I am already ruing my decision to plant out a number of young plants this week without hardening them off properly. So often in the garden, jobs are done when the time is available to do them, rather than the when the text book (or common sense) says one should. Not having a greenhouse or cold frame, my cherished seedlings have graduated from seed to substantial plants in the cosseted surroundings of the dining room. Having somewhat taken over, I had no choice but to get them out this week, and under normal circumstances I think they’d have made the transition pretty well. Unfortuately, this coincided with what the Telegraph described as a “European Monsoon”. Waking up this morning at the crack of dawn (3.42am, with the light already creeping over the sea), I was relived to find nothing had actually blown over, but on closer inspection there were a lot of damaged and wind burned leaves. No wonder really. Hopefully it will amount to nothing more than a slight check and they will get going again as soon as the weather perks up.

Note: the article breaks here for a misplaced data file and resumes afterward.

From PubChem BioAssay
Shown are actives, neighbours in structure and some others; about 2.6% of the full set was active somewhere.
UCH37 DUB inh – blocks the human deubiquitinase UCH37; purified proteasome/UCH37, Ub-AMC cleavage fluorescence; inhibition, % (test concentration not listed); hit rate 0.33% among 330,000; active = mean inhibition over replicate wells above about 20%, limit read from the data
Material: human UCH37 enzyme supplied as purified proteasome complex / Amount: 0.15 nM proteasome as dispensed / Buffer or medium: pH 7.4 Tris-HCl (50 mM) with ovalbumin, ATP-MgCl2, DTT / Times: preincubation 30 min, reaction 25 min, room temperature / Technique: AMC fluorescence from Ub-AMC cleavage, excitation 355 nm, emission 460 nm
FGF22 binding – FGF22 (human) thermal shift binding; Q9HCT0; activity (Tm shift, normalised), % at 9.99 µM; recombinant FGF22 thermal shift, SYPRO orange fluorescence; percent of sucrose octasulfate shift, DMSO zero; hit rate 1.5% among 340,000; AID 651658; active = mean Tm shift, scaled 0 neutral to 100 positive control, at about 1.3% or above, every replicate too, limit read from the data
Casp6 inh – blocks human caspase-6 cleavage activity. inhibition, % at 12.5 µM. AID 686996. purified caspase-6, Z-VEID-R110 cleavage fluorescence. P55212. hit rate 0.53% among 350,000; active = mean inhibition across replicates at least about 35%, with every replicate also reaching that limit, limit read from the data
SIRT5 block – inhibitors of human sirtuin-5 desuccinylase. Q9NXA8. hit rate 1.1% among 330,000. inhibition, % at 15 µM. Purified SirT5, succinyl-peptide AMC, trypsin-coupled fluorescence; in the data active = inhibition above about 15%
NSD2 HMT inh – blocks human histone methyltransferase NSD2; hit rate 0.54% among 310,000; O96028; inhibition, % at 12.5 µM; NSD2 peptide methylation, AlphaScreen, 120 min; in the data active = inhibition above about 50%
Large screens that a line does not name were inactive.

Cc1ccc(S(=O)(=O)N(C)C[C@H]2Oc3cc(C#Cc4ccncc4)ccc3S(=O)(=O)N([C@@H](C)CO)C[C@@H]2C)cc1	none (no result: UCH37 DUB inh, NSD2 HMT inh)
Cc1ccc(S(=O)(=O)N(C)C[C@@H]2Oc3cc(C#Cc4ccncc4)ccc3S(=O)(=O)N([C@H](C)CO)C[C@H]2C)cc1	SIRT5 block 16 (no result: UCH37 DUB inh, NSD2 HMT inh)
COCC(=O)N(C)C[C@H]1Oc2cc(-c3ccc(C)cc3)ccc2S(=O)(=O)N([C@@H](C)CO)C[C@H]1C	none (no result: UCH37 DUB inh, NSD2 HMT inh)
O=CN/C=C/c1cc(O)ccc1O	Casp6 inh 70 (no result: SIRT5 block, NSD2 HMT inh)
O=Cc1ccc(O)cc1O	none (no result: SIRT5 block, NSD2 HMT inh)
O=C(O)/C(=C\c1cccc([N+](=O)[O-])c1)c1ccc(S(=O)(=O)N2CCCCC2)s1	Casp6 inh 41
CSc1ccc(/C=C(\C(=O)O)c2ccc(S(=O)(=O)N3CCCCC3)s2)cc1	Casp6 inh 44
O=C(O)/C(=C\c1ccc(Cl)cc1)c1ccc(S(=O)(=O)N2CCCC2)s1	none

Anyway, one of the joys of growing from seed is that there are always plenty of spare plants, which means an opportunity for experimentation. Try as I may, I am hopelessly undisciplined when it comes to following any rules about combining colours. In June, the garden is dominated by white – Zantedeschia aethiopica and Libertia formosa, followed by star jasmine, and large pots of regal lilies. Once they are over, all self control goes out of the window, and as the sky blue Agapanthus africanus emerge, so do golden yellow Lilium “African Queen”, yellow and red Cautleya spicata and deepest purple/black Aeonium “Schwarzkopf” alongside multicoloured Coleus. For the last 2 years I have allowed climbing Black-eyed Susans (Thunbergia alata) to scramble through low shrubs, adding some much needed late summer colour. This year, I am combining yellow Thunbergia alata “Desert Sandstorm” with Ipomea “Grandpa Ott”, which will either look amazing, or completely hideous. Either way, I shall excuse it as “exotic” and try something different next year. That’s the beauty of growing your own.
Thunbergia alata “Desert Sandstorm” – started in mid March, and now planted out (a bit to soon!)
Ipomea “Grandpa Ott” – one of those colours only nature can get away with. Each flower lasts just one day, but will be borne in profusion if the weather hots up.